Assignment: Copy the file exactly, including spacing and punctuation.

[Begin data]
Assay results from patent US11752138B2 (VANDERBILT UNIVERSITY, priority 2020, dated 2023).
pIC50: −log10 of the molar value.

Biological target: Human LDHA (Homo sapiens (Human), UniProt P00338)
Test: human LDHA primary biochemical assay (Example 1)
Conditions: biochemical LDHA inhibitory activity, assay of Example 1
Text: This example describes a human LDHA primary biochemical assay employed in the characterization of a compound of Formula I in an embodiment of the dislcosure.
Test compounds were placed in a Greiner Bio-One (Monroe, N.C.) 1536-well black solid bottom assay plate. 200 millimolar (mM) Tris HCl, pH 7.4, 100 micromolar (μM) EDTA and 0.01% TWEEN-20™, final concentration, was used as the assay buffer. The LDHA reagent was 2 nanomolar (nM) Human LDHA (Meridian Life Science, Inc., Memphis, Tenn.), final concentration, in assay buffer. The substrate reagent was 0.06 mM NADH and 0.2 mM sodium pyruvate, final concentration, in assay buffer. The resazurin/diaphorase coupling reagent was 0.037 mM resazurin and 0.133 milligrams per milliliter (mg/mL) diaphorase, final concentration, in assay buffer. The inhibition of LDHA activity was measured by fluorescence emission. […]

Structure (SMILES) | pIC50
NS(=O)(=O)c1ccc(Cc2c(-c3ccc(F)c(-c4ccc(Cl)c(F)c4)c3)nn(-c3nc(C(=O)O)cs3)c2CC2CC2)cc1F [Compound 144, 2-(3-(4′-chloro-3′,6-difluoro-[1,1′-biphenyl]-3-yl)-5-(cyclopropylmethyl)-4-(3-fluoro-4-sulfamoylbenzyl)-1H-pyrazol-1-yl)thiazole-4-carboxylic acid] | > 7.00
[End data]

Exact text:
Assay results from patent US11752138B2 (VANDERBILT UNIVERSITY, priority 2020, dated 2023).
pIC50: −log10 of the molar value.

Biological target: Human LDHA (Homo sapiens (Human), UniProt P00338)
Test: human LDHA primary biochemical assay (Example 1)
Conditions: biochemical LDHA inhibitory activity, assay of Example 1
Text: This example describes a human LDHA primary biochemical assay employed in the characterization of a compound of Formula I in an embodiment of the dislcosure.
Test compounds were placed in a Greiner Bio-One (Monroe, N.C.) 1536-well black solid bottom assay plate. 200 millimolar (mM) Tris HCl, pH 7.4, 100 micromolar (μM) EDTA and 0.01% TWEEN-20™, final concentration, was used as the assay buffer. The LDHA reagent was 2 nanomolar (nM) Human LDHA (Meridian Life Science, Inc., Memphis, Tenn.), final concentration, in assay buffer. The substrate reagent was 0.06 mM NADH and 0.2 mM sodium pyruvate, final concentration, in assay buffer. The resazurin/diaphorase coupling reagent was 0.037 mM resazurin and 0.133 milligrams per milliliter (mg/mL) diaphorase, final concentration, in assay buffer. The inhibition of LDHA activity was measured by fluorescence emission. […]

Structure (SMILES) | pIC50
NS(=O)(=O)c1ccc(Cc2c(-c3ccc(F)c(-c4ccc(Cl)c(F)c4)c3)nn(-c3nc(C(=O)O)cs3)c2CC2CC2)cc1F [Compound 144, 2-(3-(4′-chloro-3′,6-difluoro-[1,1′-biphenyl]-3-yl)-5-(cyclopropylmethyl)-4-(3-fluoro-4-sulfamoylbenzyl)-1H-pyrazol-1-yl)thiazole-4-carboxylic acid] | > 7.00